Lately, it seems the Hamptons has been attracting more than celebrities and Wall Street types. Crime fiction authors, too, find these East End towns of Long Island attractive. And so murder comes to the Hamptons.
Chris Knopf brings us wise-cracking, former boxer and former engineer Sam Acquillo in The Last Refuge (see review here), Two Time, Head Wounds and Hard Stop, with a spinoff series featuring Acquillo friend and lawyer Jackie Swaitkowski in Short Squeeze. Knopf, who has a home in Southampton, creates lovely images of Little Peconic Bay. But that natural beauty is in opposition to the thugs and killers who also populate the books. Knopf's Hamptons is not that of the rich and famous who crowd it during the summer, but of the blue-collar worker who lives there year-round.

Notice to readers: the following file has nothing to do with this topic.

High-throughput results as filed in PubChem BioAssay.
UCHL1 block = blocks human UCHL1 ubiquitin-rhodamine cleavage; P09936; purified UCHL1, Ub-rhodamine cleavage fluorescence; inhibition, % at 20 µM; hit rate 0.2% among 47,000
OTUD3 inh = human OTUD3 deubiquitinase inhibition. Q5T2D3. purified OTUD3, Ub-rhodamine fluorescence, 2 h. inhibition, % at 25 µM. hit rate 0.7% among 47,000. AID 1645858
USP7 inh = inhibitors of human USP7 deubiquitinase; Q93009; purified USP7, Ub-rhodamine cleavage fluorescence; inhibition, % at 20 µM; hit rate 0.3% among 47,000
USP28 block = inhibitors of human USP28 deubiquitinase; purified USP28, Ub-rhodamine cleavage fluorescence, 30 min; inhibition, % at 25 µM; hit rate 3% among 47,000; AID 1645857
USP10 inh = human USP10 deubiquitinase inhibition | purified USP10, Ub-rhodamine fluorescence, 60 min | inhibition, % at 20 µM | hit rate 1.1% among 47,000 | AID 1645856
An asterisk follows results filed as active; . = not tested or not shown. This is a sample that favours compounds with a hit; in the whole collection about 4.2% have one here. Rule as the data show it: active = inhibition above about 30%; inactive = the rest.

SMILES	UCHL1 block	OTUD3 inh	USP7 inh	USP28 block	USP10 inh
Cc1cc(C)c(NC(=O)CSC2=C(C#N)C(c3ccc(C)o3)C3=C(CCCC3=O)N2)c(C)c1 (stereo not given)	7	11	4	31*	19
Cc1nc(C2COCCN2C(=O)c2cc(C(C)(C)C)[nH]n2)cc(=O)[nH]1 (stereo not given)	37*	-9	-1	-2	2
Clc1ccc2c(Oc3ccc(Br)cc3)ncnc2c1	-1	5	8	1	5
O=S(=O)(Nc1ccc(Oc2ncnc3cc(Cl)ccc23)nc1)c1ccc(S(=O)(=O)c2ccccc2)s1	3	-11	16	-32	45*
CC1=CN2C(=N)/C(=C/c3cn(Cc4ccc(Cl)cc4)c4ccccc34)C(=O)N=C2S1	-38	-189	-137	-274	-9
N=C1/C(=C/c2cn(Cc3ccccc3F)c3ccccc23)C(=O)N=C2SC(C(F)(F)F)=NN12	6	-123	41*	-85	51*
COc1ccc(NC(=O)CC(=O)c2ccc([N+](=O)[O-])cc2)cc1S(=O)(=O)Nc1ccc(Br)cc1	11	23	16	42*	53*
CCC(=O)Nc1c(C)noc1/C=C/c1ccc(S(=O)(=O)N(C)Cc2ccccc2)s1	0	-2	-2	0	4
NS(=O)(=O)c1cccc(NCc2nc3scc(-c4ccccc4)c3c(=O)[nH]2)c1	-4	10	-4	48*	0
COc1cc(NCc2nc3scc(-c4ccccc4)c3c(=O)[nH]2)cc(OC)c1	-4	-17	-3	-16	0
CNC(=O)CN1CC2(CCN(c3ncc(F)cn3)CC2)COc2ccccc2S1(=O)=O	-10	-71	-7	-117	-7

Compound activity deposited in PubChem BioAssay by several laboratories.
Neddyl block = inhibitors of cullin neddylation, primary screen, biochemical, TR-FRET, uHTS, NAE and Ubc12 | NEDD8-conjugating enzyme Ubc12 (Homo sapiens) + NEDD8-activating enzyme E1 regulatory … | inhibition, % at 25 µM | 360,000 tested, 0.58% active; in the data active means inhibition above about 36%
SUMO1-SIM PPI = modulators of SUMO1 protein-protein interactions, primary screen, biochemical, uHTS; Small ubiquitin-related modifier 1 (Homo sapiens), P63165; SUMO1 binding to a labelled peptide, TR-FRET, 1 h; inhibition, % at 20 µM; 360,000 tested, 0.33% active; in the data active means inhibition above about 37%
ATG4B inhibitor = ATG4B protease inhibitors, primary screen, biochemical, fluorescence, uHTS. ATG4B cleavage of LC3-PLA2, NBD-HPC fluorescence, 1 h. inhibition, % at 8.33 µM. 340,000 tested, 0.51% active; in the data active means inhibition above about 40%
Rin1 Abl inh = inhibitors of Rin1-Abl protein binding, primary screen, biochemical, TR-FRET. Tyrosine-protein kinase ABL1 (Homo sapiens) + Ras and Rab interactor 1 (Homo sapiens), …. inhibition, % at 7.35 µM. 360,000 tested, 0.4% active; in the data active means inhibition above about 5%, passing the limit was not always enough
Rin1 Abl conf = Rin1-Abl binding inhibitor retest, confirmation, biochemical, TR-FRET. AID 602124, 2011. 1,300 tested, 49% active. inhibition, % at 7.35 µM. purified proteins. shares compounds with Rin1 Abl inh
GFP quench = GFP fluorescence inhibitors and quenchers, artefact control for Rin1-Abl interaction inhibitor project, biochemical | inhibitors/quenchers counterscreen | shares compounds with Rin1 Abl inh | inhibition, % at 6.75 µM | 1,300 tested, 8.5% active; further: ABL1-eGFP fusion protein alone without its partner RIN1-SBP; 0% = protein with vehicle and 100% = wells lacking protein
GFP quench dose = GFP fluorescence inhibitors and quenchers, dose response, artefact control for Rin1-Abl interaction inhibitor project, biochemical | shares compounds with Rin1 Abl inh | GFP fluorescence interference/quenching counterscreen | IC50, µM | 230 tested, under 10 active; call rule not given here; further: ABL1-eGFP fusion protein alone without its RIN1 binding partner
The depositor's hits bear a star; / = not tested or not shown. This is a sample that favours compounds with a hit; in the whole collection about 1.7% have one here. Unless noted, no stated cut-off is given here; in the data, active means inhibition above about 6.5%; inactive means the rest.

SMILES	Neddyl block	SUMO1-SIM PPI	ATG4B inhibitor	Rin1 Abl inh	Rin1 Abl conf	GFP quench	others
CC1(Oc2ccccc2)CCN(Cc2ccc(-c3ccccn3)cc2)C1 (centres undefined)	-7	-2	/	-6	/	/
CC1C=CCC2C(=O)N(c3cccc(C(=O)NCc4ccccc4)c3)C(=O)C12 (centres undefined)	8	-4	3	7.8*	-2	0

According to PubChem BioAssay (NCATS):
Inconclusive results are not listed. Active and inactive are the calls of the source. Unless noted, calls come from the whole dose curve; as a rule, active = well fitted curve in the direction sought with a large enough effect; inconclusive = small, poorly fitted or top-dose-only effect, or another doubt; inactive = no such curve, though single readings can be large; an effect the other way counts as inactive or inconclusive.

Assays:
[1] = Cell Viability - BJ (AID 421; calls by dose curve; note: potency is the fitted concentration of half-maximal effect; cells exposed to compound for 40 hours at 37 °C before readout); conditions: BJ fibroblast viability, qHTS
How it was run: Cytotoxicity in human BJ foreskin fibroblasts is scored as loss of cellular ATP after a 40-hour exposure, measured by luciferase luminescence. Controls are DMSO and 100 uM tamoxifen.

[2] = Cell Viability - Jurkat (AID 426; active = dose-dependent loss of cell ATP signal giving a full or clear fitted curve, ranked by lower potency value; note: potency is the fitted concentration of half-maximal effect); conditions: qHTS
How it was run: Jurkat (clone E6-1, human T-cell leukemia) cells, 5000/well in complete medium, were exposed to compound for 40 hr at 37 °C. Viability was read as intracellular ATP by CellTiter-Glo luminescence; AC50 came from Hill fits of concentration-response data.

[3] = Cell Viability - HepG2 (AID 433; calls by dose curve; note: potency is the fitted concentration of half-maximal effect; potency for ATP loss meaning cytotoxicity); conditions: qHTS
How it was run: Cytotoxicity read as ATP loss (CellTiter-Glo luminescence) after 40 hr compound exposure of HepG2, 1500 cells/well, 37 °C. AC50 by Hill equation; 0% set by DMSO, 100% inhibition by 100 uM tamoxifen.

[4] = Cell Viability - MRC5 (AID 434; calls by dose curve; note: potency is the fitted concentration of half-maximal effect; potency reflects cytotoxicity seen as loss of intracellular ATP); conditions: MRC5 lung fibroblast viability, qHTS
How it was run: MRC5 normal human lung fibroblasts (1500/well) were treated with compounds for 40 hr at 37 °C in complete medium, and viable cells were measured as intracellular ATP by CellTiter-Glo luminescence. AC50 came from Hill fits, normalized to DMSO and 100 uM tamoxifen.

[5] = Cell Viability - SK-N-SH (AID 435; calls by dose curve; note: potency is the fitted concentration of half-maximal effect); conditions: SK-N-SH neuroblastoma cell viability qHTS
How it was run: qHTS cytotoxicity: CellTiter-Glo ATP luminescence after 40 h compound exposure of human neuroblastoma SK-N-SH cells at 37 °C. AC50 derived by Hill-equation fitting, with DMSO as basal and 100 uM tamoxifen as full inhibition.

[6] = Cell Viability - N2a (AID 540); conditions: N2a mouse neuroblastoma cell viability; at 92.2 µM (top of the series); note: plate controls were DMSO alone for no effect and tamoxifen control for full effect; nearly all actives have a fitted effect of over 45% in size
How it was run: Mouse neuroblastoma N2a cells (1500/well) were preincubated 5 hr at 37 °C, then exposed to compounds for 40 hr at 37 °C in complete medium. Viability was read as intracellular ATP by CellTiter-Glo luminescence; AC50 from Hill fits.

In that vein, but much darker, are Daniel Judson's noir thrillers (not a series, but all set in the Hamptons): The Bone Orchard, The Poisoned Rose, The Darkest Place, The Water's Edge and The Violet Hour (see review here). His Hamptons are almost unrecognizable: deserted, dark streets late at night, haunted characters and bad guys galore -- the body count can get quite high in a Judson book.
Amagansett by Mark Mills, published in 2004, also focuses on the working-class, especially the fishermen of Long Island. This standalone is set in the summer of 1947, and much of it deals with fishing traditions and the hard life of these men, who must also battle those wanting to place restrictions on their livelihood. There is, of course, a mystery here. The book opens with two fishermen pulling in a net, only to find a beautiful -- and dead -- woman tangled in the net.
Each author writes in a very different style, but they all capture the Hamptons in a real-life way.